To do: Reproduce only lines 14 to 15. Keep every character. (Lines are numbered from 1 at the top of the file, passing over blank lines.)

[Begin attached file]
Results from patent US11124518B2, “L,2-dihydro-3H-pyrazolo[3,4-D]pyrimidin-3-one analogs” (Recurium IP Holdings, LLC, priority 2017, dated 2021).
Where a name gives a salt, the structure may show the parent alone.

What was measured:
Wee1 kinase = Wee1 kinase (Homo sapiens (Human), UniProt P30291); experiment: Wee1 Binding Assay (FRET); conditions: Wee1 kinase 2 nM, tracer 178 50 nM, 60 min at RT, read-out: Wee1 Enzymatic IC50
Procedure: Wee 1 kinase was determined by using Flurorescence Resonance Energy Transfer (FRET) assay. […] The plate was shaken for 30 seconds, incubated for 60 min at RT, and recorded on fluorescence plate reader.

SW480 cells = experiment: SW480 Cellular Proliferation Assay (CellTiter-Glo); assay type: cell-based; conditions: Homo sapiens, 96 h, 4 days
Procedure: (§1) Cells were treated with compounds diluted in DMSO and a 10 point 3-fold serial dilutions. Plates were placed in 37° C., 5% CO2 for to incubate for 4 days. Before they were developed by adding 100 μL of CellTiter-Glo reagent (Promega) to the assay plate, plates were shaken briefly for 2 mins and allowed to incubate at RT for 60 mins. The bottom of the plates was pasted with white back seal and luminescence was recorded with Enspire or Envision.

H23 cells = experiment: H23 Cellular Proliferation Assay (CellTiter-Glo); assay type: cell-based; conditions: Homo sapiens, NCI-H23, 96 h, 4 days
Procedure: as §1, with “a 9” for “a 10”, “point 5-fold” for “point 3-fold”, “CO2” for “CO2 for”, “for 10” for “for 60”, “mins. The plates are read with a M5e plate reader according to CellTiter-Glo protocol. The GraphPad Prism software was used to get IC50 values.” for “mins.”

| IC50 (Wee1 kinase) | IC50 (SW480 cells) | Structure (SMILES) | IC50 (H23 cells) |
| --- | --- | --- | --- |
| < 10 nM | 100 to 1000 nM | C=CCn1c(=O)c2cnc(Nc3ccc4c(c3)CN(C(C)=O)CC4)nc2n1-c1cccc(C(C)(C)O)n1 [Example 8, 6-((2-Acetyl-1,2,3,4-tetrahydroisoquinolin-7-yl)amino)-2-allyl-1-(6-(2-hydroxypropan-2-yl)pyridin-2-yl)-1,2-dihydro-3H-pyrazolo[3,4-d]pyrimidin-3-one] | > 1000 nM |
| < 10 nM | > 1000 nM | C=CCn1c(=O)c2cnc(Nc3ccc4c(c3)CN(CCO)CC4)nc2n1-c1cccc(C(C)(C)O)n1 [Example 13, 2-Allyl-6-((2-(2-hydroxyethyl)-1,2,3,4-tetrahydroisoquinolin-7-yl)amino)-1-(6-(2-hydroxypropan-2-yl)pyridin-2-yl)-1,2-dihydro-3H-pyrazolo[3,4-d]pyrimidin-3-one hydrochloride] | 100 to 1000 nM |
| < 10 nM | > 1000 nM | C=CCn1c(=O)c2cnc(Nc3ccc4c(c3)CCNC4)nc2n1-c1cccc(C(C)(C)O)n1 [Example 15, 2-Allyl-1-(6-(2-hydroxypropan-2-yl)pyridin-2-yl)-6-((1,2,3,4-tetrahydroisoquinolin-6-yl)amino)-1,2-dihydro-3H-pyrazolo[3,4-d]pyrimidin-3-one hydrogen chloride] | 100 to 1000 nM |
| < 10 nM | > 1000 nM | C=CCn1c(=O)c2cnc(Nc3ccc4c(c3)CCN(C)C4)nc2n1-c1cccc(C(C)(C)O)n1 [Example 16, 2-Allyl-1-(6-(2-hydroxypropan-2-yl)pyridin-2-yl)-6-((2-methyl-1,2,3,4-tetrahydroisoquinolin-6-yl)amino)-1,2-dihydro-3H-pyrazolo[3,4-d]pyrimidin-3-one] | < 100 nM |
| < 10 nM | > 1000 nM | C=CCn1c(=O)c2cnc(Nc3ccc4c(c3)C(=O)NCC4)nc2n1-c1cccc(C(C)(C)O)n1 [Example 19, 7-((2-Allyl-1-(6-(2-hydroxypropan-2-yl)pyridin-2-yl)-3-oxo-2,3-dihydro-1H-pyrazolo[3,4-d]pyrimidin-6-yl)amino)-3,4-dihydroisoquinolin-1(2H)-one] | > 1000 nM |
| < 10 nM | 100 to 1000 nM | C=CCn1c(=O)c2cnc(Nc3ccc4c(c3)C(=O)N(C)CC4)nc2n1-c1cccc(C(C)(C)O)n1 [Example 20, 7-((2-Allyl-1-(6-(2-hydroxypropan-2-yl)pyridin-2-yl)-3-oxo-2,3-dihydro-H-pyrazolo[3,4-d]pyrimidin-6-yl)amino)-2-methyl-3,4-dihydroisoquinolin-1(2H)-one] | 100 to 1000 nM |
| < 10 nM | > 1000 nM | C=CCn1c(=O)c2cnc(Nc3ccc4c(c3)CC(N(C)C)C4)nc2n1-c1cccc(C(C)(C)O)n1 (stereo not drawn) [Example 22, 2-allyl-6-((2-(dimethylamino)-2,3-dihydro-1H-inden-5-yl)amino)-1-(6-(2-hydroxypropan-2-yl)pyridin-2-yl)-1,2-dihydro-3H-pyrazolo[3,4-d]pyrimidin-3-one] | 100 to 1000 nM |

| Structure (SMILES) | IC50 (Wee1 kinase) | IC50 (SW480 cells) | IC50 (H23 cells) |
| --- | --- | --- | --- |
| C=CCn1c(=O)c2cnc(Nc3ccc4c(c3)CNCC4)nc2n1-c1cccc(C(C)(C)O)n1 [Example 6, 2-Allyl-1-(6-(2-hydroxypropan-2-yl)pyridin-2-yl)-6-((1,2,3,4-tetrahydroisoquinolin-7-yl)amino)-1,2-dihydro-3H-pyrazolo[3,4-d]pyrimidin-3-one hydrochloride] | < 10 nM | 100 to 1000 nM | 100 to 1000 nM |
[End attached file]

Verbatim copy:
| < 10 nM | > 1000 nM | C=CCn1c(=O)c2cnc(Nc3ccc4c(c3)CCNC4)nc2n1-c1cccc(C(C)(C)O)n1 [Example 15, 2-Allyl-1-(6-(2-hydroxypropan-2-yl)pyridin-2-yl)-6-((1,2,3,4-tetrahydroisoquinolin-6-yl)amino)-1,2-dihydro-3H-pyrazolo[3,4-d]pyrimidin-3-one hydrogen chloride] | 100 to 1000 nM |
| < 10 nM | > 1000 nM | C=CCn1c(=O)c2cnc(Nc3ccc4c(c3)CCN(C)C4)nc2n1-c1cccc(C(C)(C)O)n1 [Example 16, 2-Allyl-1-(6-(2-hydroxypropan-2-yl)pyridin-2-yl)-6-((2-methyl-1,2,3,4-tetrahydroisoquinolin-6-yl)amino)-1,2-dihydro-3H-pyrazolo[3,4-d]pyrimidin-3-one] | < 100 nM |